Well, they call it winning:
For Ruth Anne Freeborn, it boiled down to a choice between country and family.
Born in Oklahoma, Freeborn has lived in Kingston, Ontario, for more than 30 years as an American expatriate, with a Canadian husband and 22-year-old son.
But a U.S. law passed in 2010 that will require international financial institutions to provide the Internal Revenue Service with information on their U.S. account holders forced her to weigh her citizenship. Her husband, a $51,000-a-year electronics technician and the family’s sole income earner, strenuously objected to having his financial data shared with a foreign nation.
“My decision was either to protect my Canadian spouse and child from this overreach or I could relinquish my U.S. citizenship,” she said. “It was with great sorrow I felt I had to relinquish, but there was no other choice for me and many like me.”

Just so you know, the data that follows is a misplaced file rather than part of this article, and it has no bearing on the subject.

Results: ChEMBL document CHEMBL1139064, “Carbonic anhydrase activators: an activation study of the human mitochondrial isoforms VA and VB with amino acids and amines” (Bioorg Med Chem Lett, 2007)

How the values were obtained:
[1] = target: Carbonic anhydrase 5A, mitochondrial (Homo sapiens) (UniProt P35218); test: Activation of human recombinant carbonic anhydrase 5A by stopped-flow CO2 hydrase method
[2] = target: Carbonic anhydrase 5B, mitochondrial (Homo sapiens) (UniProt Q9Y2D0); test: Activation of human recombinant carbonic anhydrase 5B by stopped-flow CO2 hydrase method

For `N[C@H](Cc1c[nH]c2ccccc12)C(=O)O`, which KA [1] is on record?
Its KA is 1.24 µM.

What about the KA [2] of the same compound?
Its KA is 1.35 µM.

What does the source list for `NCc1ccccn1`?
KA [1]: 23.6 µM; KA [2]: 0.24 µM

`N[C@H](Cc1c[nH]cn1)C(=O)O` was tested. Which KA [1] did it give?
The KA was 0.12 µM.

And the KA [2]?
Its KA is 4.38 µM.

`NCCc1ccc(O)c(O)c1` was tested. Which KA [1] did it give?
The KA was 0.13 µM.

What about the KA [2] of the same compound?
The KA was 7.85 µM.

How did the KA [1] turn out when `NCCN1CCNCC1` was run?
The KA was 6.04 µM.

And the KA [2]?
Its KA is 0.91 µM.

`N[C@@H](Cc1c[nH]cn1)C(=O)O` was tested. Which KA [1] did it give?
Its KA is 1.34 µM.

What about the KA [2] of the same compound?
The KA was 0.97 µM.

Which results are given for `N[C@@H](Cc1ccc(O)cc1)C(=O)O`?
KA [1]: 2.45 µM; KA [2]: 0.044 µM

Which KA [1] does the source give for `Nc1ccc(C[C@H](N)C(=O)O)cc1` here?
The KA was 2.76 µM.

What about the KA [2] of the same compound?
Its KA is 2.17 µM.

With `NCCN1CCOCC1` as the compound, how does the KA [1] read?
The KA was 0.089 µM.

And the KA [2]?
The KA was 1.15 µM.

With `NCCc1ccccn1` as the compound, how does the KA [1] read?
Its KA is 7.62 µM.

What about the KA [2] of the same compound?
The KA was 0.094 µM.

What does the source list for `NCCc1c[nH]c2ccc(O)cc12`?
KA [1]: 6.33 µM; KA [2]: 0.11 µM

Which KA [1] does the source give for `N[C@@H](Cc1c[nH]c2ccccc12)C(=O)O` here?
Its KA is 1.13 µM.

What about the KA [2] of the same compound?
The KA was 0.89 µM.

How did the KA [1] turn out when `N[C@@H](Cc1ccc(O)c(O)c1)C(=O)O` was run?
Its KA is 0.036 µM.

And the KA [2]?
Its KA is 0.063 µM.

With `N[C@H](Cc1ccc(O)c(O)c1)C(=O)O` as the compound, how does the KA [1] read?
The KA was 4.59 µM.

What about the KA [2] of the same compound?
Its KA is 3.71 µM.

I know I’ve plugged The Sovereign Individual before, but do pick up a copy if you don’t already own one. Authors James Dale Davidson and William Rees-Mogg turned out to be pants-messing prescient, especially regarding how downright vindictive the United States government would become — and its chief tool for oppression, the Internal Revenue Service.
When they published the book in 1999, they made what seemed like an outrageous claim — that soon a US passport would become an expense many people could no longer afford. And here it is, coming true. If they missed anything, it’s that the IRS would become such a nakedly partisan tool. But I don’t think they saw the Chicago Machine taking over Washington, either.
So buy a copy and get yourself ready for a bumpy ride.